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Trio Of Law Firms Spark Transatlantic Whistleblower Initiative

Josh O'Neill

22 December 2016

A US-based whistleblower law firm has partnered with two European companies to launch a collaborative platform to help Europeans expose financial wrongdoing and exploit US laws.

to create a new transatlantic whistleblower intiative, the first of its kind, according to Meissner & Associates.

The three-way alliance aims to help employees, suppliers and other stakeholders of international companies who identify financial misconduct in European operations to bring lawsuits and advance enforcement actions by the US Securities and Exchange Commission. Eligible clients include anyone working with a European or multinational business whose securities trade on US exchanges, as well as American companies that trade in Europe.

Under the 2010 Dodd-Frank legislation, individuals whose original information assists US financial watchdogs in bringing a successful enforcement proceeding are entitled to a bounty payment as high as 30 per cent of any penalty exceeding $1 million imposed on a company.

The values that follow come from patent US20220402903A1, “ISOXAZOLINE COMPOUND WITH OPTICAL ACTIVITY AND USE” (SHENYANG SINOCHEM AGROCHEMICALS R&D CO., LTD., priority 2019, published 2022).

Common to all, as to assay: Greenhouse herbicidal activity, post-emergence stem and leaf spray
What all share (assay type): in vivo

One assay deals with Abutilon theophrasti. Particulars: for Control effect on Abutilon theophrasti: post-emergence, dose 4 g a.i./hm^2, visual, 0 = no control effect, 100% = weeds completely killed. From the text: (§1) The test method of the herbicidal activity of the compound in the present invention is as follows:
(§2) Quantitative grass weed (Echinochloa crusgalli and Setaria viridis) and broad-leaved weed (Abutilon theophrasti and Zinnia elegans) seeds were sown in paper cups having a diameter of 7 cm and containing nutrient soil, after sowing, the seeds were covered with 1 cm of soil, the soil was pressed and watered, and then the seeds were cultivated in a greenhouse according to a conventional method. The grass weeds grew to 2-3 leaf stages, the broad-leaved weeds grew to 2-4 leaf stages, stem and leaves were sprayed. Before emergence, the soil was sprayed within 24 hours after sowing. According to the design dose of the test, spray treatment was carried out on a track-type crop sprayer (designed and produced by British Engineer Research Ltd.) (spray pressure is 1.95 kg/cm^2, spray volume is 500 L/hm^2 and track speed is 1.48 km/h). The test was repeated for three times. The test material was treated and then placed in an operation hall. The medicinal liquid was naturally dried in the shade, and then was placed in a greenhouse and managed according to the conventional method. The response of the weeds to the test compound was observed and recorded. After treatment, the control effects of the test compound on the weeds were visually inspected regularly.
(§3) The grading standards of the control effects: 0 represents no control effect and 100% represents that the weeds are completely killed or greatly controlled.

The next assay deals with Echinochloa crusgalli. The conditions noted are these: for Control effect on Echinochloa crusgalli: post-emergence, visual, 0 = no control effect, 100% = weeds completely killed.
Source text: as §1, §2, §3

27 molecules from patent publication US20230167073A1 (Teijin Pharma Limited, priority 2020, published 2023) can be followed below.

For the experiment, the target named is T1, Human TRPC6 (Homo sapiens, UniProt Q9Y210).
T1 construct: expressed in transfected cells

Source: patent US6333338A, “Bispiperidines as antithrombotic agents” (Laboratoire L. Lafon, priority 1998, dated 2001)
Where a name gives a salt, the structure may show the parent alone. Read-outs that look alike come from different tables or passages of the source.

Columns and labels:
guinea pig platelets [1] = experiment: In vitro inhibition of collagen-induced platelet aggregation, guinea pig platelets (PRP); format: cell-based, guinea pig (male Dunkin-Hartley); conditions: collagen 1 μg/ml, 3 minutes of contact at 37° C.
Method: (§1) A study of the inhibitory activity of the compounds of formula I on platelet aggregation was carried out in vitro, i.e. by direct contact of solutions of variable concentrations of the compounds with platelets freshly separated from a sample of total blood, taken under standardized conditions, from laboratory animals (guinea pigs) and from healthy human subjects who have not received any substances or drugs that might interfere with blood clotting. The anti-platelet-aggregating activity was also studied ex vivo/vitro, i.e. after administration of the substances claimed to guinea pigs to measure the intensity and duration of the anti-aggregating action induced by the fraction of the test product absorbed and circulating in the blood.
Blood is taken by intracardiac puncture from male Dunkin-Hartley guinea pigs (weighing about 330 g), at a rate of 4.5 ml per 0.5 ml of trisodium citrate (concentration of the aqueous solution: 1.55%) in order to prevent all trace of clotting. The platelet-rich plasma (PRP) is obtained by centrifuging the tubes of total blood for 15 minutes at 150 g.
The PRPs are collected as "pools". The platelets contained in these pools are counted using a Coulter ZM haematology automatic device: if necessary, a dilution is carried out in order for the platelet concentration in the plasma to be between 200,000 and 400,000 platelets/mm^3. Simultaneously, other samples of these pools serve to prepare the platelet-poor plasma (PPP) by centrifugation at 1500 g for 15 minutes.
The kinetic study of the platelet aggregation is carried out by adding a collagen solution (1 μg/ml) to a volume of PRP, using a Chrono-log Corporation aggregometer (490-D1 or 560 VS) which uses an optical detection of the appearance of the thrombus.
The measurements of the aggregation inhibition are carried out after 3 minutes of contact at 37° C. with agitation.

Although certain regulatory aspects of the Dodd-Frank act could be rolled back once President-elect Trump enters into power next month, whistleblower commission provisions are expected to remain in place as a tool for encouraging those with inside information to step forward and work with regulators to curtail wrongdoing.

Under the new alliance, Naegle and BDBF will advise clients on local legal issues stemming from their role as whistleblowers, including helping with challenges that may arise from their employers such as retaliatory action. Stuart Meissner, a former securities regulator and prosecutor who is heading the collaboration, will help clients navigate the arduous process of filing and pursuing cases with the SEC.

“We’re excited to align with two leading European employment law firms in Naegele and BDBF to provide a legal support system for individuals in Europe who may want to come forward as whistleblowers but up to now have not had the confidence that their voices would be heard and actions taken to protect them,” Mr Meissner said.